Today was just one of those days. I had a bad attitude and really had no reason for it (other than a headache, which these days is common. Some women are nauseated during pregnancy; not me, I'm of the headache variety). This makes mothering difficult. I was short tempered and unkind for much of the day. At the end of it, before Matt got home, I said to Wes and Kate, "I haven't been a very good mom today." They both agreed and said I hadn't. That made me laugh a little and then scold myself for such behavior. They (the twins) are pretty active by themselves, but you add in the synergistic energy of them together feeding off each other and you're in for more than a ball or explosion of fire.

Pre-teens and teenagers (I admit I was one of them), often wish for twins. I even had a Young Woman once tell me she wanted sextuplets. And it is true ... there's a ton of attention given to you and them, especially during pregnancy and as babies, and it's really a lot of fun. I would do it again all over. But boy, is it hard. I guess if you had mild children, it wouldn't be as much of a deal.

So that's that. Just some thoughts of today. No call for sympathy, just me documenting feelings during this short stage of life.

I think I'm about to embark on a study of motherhood. I'm leaning toward Ensign articles. So if there are suggestions in that arena, bring them on!

I think I need a cookie.

Monday, January 3, 2011

New Year thoughts and do-dads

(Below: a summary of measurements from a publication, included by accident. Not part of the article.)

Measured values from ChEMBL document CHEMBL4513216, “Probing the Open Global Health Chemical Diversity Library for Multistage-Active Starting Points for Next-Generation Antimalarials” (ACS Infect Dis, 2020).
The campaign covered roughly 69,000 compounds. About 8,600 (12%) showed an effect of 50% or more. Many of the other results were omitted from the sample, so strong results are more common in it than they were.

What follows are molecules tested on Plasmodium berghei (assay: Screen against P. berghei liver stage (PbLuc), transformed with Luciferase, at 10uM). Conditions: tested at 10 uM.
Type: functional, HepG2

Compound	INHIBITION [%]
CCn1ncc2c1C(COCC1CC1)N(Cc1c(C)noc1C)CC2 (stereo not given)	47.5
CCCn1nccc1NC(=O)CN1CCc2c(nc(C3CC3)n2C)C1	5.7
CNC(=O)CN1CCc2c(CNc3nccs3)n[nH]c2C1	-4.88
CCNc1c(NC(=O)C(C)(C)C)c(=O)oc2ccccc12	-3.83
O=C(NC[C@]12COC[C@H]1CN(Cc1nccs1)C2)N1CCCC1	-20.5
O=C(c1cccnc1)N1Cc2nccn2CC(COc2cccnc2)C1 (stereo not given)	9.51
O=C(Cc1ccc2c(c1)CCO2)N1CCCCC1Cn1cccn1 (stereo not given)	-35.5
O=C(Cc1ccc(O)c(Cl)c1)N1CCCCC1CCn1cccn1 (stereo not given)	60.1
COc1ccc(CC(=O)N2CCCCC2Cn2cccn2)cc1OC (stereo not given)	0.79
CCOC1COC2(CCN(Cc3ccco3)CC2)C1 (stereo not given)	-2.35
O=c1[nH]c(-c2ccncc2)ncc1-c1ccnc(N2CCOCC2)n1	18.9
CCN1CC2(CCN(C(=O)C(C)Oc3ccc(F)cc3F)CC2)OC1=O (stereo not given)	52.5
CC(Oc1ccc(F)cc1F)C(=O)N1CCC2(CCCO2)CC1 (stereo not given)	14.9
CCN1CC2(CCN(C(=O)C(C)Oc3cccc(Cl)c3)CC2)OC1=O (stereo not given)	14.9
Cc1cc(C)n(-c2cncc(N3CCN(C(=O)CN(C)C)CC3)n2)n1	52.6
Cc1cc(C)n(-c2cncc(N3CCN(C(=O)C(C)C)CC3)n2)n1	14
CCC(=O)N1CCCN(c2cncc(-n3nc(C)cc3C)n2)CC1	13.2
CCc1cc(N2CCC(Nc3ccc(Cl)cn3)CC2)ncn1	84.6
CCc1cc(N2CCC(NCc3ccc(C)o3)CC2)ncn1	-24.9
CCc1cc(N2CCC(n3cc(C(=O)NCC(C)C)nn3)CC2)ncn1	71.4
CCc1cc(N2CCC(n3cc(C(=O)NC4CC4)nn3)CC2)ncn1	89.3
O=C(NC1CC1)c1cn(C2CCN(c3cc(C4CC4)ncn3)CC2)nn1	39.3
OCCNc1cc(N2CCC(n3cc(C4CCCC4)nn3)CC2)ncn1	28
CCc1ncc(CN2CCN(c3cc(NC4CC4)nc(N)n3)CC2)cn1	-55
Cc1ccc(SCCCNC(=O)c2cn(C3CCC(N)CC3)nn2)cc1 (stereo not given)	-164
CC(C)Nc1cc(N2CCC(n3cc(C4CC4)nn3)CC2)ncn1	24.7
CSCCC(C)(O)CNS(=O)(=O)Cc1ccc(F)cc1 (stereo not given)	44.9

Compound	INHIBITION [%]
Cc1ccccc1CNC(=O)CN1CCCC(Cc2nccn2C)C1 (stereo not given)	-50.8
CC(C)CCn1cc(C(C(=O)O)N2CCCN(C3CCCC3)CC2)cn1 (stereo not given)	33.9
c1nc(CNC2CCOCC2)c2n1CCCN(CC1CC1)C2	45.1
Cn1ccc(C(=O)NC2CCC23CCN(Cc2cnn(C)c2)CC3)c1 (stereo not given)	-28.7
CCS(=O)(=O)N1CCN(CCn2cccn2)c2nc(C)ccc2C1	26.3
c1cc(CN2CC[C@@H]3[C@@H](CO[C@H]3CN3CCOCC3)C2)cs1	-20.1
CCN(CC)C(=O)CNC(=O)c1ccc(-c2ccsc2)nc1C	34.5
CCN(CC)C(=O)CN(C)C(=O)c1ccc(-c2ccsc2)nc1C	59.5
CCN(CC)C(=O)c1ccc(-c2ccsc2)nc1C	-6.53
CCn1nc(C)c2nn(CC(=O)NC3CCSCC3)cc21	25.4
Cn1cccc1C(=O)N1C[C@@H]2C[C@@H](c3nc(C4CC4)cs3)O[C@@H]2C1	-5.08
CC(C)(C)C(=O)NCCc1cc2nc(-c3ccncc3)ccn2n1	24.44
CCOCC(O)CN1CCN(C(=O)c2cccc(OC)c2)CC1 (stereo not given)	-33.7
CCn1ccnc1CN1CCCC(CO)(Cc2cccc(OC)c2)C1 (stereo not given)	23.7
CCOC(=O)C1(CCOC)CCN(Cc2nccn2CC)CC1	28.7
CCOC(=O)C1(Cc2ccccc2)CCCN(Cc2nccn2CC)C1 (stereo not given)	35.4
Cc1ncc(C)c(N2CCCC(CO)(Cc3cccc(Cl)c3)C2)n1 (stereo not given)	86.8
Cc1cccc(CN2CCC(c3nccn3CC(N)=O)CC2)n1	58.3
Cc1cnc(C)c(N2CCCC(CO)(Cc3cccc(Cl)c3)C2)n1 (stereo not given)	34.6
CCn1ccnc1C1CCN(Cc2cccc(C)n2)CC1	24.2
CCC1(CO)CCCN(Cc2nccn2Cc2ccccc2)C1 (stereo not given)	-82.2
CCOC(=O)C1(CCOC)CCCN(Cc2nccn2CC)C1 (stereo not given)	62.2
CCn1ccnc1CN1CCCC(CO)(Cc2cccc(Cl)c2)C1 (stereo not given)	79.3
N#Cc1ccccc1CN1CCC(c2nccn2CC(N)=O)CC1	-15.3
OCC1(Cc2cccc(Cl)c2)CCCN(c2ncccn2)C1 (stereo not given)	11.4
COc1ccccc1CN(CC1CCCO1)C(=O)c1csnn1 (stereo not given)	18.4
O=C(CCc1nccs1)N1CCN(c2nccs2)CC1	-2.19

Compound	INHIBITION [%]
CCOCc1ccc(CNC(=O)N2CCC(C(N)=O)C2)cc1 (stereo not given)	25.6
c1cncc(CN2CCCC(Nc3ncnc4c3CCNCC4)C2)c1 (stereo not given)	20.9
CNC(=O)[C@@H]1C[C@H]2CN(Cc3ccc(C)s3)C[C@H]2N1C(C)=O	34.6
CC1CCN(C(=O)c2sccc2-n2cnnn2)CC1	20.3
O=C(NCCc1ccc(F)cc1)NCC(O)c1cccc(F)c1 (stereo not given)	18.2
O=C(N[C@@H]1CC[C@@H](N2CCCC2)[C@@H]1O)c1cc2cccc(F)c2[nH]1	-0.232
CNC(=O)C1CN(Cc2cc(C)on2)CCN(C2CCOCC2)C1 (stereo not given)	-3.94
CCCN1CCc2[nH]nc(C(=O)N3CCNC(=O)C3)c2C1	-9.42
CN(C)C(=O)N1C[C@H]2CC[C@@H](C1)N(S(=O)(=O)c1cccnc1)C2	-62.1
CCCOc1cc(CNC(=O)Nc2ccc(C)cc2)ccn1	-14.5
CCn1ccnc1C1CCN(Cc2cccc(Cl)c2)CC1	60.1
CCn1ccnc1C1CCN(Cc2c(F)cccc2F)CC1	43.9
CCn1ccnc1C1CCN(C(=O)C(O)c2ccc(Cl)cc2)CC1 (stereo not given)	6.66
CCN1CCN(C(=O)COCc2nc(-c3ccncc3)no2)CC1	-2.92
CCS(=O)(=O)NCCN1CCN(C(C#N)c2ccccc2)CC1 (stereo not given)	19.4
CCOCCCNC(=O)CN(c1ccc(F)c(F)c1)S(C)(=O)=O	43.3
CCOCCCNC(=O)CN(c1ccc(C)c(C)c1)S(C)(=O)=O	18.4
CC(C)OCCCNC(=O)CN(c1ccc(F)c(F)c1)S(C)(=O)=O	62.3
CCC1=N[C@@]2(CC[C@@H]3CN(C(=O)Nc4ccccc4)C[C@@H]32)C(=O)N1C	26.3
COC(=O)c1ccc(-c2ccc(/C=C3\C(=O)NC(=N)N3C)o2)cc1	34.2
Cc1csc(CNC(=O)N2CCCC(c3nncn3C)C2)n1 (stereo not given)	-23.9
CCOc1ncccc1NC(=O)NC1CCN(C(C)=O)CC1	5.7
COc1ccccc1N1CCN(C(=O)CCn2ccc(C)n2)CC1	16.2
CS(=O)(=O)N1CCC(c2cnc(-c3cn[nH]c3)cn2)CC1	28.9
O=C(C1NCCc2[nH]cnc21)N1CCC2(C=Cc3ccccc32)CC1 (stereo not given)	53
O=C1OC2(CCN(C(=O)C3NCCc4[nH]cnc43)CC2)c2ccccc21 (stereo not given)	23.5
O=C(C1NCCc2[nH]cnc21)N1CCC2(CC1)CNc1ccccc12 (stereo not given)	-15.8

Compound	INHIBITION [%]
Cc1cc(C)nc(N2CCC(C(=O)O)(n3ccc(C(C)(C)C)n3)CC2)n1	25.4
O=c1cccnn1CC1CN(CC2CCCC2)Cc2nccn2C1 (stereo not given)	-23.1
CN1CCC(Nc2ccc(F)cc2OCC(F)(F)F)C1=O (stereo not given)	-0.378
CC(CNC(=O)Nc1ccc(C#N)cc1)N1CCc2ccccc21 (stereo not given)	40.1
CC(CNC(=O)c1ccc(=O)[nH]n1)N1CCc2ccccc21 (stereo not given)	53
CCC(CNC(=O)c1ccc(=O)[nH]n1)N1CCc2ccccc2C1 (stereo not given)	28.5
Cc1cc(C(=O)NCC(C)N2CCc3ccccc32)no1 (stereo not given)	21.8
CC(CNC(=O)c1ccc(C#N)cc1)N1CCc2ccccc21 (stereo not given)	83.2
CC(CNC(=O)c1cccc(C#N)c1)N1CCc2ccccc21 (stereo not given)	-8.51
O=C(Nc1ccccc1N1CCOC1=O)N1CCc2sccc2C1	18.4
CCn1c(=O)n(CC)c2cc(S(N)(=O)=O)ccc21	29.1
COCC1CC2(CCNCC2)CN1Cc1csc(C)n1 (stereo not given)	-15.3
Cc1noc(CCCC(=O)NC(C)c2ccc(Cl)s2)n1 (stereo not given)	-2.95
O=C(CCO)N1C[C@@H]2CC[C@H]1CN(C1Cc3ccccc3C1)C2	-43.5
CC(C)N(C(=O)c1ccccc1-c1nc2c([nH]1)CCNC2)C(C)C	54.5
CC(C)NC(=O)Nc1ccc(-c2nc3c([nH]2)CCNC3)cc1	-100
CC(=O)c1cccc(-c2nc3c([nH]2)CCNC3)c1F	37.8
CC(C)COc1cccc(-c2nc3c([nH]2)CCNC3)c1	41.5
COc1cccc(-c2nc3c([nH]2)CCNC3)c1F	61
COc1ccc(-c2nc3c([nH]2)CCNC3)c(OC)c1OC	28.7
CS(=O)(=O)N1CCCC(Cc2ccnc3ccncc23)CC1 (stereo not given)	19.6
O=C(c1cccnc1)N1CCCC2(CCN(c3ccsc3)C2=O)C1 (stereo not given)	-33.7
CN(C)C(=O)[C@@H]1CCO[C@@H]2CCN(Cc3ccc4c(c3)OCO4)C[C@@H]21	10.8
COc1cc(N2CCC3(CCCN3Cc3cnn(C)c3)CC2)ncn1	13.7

This week we introduced the concept of goals to our children, essentially to set them for our family for 2011 ... resolutions of sorts. Since they're relatively young, we made suggestions and they approved or disapproved. I plan to make a nice computer print out of them and put them in a nice black frame so we can see them daily, an idea from my brother and sister-in-law.

Here are a few:
*Have more meaningful Family Home Evenings.
*Complete a family service project monthly.
*Be Healthy ... nutrition, exercise.

Tonight was a success in the FHE front. So here's to 51 more successes this year:).
------------------------------------------
Documenting section for posterity:

Wes and Kate had their annual well-check visit today and they met their new doctor. Things went well and both are growing well. Although I'm convinced they had the wrong growth chart measurement for Wes. They must've had him measured up against a 4-year old rather than 5-year old, because they put him in the 90th and 97th percentile, which is not true. He's a skinny little guy and has always been right around the 37th percentile in both. And I didn't see any shooting up this year, other than with Kate. She's now four lbs. heavier and 1 1/4" taller than Wes.

Sophie is our little potty training queen. We started last summer, but were interrupted by our extended stay in Utah and stay at a home owned by Matt's employer, which I didn't feel like cleaning the carpets everyday due to accidents. So we waited until we moved into our apartment. She's been ready to train for a while and so it's been a total breeze. The other day Matt looked at me and said, "I don't remember Wes and Kate being this easy." They WEREN'T. Part of the frustration was training two at one time, but also I think now we're more relaxed about it and it's worked wonders. So way to go Fia Fia!